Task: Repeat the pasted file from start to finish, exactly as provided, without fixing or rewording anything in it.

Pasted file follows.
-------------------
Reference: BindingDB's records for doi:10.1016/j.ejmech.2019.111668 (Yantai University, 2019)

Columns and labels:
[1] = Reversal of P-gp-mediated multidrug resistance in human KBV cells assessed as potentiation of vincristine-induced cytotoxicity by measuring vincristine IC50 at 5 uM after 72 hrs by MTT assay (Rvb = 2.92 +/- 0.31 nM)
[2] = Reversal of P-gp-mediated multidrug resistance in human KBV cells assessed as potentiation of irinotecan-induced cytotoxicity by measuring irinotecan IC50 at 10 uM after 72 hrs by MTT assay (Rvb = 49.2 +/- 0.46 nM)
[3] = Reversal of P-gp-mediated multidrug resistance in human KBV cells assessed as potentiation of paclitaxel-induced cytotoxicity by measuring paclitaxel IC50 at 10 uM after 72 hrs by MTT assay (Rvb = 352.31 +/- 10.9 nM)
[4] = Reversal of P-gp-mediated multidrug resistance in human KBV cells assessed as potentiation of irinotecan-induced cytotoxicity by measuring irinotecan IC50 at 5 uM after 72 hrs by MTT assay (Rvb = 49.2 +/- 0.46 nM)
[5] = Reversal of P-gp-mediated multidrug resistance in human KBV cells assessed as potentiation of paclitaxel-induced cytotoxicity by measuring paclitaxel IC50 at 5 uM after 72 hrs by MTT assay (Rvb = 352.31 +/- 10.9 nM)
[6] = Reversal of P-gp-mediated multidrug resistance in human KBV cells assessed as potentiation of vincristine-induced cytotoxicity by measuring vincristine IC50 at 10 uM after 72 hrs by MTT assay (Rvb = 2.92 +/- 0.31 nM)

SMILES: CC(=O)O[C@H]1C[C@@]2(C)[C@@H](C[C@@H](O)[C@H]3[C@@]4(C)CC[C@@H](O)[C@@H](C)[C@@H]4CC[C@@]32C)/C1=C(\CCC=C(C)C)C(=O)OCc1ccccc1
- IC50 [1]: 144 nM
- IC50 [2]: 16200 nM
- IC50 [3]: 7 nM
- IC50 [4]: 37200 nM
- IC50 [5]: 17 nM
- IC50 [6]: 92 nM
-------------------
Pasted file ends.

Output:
Reference: BindingDB's records for doi:10.1016/j.ejmech.2019.111668 (Yantai University, 2019)

Columns and labels:
[1] = Reversal of P-gp-mediated multidrug resistance in human KBV cells assessed as potentiation of vincristine-induced cytotoxicity by measuring vincristine IC50 at 5 uM after 72 hrs by MTT assay (Rvb = 2.92 +/- 0.31 nM)
[2] = Reversal of P-gp-mediated multidrug resistance in human KBV cells assessed as potentiation of irinotecan-induced cytotoxicity by measuring irinotecan IC50 at 10 uM after 72 hrs by MTT assay (Rvb = 49.2 +/- 0.46 nM)
[3] = Reversal of P-gp-mediated multidrug resistance in human KBV cells assessed as potentiation of paclitaxel-induced cytotoxicity by measuring paclitaxel IC50 at 10 uM after 72 hrs by MTT assay (Rvb = 352.31 +/- 10.9 nM)
[4] = Reversal of P-gp-mediated multidrug resistance in human KBV cells assessed as potentiation of irinotecan-induced cytotoxicity by measuring irinotecan IC50 at 5 uM after 72 hrs by MTT assay (Rvb = 49.2 +/- 0.46 nM)
[5] = Reversal of P-gp-mediated multidrug resistance in human KBV cells assessed as potentiation of paclitaxel-induced cytotoxicity by measuring paclitaxel IC50 at 5 uM after 72 hrs by MTT assay (Rvb = 352.31 +/- 10.9 nM)
[6] = Reversal of P-gp-mediated multidrug resistance in human KBV cells assessed as potentiation of vincristine-induced cytotoxicity by measuring vincristine IC50 at 10 uM after 72 hrs by MTT assay (Rvb = 2.92 +/- 0.31 nM)

SMILES: CC(=O)O[C@H]1C[C@@]2(C)[C@@H](C[C@@H](O)[C@H]3[C@@]4(C)CC[C@@H](O)[C@@H](C)[C@@H]4CC[C@@]32C)/C1=C(\CCC=C(C)C)C(=O)OCc1ccccc1
- IC50 [1]: 144 nM
- IC50 [2]: 16200 nM
- IC50 [3]: 7 nM
- IC50 [4]: 37200 nM
- IC50 [5]: 17 nM
- IC50 [6]: 92 nM